The Tampa Bay Lightning have seen several forward prospects come up through the system in recent years, including the team’s leading scorer, Tyler Johnson, Nikita Kucherov, Ondrej Palat, and Alex Killorn.
Injuries throughout the organization gave several players an opportunity for more ice time at both levels. It’s only a month into the 2014-15 season, but already we are seeing talented forwards in the AHL making an impression right away at the NHL level for the Lightning.
Tampa Bay’s first round pick in 2013, Jonathan Drouin, saw his pro career begin with a conditioning stint with the Syracuse Crunch after a thumb injury, but his stay in the American Hockey League (AHL) didn’t last long.
“He didn’t belong in this league,” Crunch head coach Rob Zettler said of Drouin. “He played a couple shifts and I hoped he’d be here for five games with us, but ultimately I wasn’t surprised he only stayed for two.”
Drouin was a difference maker in both games he played at the AHL level. In his first pro game October 17th against Springfield, Drouin stole a puck at the blue line in his defensive zone and blew past everyone on his way to picking the top shelf on Columbus Blue Jackets goaltending prospect Anton Forseberg to give the Crunch a 3-2 lead. His first pro goal, with 12:42 left in the third period, proved to be the game-winner. Drouin was also a +3 for the game, meaning he was on the ice for every goal his team scored.
“He’s a special talent,” coach Zettler said of Drouin. “A gifted hockey player that makes a lot of things happen. We won two games when he was with us and he was a big reason why.”
It was much of the same the next night for Drouin, who was dominant on back-to-back nights with the Crunch. He tallied assists on the Crunch’s first and last goals of the night in a 4-2 win over Binghamton, while also recording what Drouin said post-game as a possible career-high shots on goal.
“Seven is probably one of my highest shots in a game,” Drouin said. “We [coach Zettler] talked about it a little this morning, about taking more shots when you have the chance to shoot. Sometimes I’m looking for that perfect play and sometimes it’s not there. Put the puck on net, grab some rebounds and drive the net.”
Drouin was called back up to Tampa Bay after just two games in the AHL after it was clearly evident that the injury hadn’t affected his game, and that he just needed to get his legs under him before stepping onto NHL ice. His ability to find the open man and set up his teammates has been clear since his junior career (165 assists in 128 games in the QMJHL), and has continued to show itself in the short sampling of his pro career.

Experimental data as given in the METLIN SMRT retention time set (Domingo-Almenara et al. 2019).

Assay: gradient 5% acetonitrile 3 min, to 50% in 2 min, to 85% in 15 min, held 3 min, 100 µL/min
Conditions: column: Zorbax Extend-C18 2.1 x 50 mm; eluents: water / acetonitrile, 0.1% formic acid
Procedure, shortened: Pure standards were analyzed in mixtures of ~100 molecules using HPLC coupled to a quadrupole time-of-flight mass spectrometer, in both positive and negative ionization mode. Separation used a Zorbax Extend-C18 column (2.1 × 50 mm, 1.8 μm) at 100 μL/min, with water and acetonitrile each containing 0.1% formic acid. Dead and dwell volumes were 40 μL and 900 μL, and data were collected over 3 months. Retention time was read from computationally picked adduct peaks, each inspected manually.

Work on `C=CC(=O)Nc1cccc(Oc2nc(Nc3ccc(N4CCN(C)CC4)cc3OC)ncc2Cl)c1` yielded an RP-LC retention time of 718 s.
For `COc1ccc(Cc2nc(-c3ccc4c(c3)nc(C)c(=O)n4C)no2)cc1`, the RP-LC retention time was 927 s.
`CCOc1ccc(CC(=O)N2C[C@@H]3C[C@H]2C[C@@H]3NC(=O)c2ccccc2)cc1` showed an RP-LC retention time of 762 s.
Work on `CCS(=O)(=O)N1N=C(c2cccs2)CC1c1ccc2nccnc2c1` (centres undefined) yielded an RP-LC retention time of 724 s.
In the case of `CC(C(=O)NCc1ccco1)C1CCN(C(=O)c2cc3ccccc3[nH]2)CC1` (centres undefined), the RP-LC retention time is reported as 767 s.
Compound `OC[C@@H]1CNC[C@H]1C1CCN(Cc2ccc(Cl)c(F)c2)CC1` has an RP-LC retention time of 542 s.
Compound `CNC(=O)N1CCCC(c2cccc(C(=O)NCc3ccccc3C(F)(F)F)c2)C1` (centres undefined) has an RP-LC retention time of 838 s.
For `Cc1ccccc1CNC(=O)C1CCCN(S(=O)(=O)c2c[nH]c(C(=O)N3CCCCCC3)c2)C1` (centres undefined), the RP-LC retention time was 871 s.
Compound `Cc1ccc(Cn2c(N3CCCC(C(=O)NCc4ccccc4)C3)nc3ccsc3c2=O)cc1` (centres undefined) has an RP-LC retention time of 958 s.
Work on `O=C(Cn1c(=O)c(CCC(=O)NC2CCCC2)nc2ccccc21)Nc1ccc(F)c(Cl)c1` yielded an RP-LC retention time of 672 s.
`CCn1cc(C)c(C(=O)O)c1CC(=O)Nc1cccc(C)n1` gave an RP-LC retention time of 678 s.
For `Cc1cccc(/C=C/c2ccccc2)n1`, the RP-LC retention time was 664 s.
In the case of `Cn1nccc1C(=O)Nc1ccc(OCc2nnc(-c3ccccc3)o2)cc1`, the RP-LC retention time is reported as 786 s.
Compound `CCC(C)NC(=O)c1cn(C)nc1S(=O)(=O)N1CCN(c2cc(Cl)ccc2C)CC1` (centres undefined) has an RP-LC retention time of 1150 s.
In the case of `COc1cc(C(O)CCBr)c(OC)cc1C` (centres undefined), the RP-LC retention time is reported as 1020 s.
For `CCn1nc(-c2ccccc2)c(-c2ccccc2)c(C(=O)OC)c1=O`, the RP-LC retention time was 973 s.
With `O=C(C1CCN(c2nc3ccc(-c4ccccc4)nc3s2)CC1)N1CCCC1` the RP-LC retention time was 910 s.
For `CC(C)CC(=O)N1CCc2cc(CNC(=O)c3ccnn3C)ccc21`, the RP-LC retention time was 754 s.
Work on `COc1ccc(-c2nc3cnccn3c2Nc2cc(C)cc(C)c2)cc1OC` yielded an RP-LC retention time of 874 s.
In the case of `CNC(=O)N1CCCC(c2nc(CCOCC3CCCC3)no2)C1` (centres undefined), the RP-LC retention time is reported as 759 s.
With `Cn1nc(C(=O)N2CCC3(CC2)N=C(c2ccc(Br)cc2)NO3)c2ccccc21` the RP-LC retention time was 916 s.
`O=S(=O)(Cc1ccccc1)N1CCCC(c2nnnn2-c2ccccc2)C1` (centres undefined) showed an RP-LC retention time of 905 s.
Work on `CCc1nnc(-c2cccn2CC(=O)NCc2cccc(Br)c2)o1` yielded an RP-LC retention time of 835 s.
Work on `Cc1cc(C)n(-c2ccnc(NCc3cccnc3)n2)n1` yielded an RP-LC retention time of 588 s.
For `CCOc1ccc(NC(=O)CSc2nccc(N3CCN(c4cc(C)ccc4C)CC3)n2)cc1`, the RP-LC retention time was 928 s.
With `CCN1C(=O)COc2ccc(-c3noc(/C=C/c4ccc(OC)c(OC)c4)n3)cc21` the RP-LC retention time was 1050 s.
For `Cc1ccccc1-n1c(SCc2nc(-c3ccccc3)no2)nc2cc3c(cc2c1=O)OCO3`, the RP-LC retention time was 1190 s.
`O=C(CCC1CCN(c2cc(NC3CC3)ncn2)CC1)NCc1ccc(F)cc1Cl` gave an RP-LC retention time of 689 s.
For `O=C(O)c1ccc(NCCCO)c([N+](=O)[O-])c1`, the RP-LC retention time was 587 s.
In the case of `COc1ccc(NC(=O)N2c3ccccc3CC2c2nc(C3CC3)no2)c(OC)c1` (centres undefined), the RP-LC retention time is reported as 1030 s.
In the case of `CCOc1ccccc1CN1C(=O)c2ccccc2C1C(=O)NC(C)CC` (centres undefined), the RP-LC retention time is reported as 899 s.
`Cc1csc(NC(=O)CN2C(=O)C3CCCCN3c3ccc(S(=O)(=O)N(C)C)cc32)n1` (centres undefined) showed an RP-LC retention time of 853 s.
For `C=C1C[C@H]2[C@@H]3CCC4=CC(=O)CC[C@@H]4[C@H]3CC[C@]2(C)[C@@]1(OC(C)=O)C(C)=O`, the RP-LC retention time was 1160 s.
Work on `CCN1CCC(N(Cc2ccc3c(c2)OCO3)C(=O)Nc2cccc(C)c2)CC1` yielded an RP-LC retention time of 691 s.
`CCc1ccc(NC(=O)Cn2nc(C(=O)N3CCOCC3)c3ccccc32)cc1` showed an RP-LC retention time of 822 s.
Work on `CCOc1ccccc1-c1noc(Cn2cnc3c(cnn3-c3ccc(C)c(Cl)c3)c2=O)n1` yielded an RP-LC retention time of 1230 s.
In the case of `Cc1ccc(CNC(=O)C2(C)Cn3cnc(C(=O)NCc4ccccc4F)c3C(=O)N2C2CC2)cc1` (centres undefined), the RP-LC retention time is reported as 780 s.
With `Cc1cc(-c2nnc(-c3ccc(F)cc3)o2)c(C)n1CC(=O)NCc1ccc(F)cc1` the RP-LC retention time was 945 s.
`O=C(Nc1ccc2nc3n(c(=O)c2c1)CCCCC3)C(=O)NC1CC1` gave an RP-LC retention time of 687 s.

“Obviously I’m a pass-first guy,” Drouin said after his second pro game. “When I see a play I try to make it. But again, I got shots on net and created some plays. Like I said it’s easy to play with those two guys [linemates Jonathan Marchessault and Cedric Paquette], they’re smart and they go to the right areas.”
One of his linemates from Syracuse – second-year pro Cedric Paquette – has joined Drouin in the NHL and is also making quite an impact, picking up where he left off in last year’s Stanley Cup playoffs against Montreal.
Paquette tallied his first and second career NHL goals in a 4-2 win over the Calgary Flames on November 6th and followed that up with another goal in his next game against Columbus. While Paquette has netted three goals in seven games, it is his two-way game and ability away from the puck that has been his ticket back up to the NHL.
It seems that, every season, the Lightning bring forwards up through the system and they make an immediate impact. It should come as no surprise that Drouin is in the NHL and playing well, but players like Paquette and third-year pro Marchessault are right around the corner and primed for more success in pro hockey in the near future.
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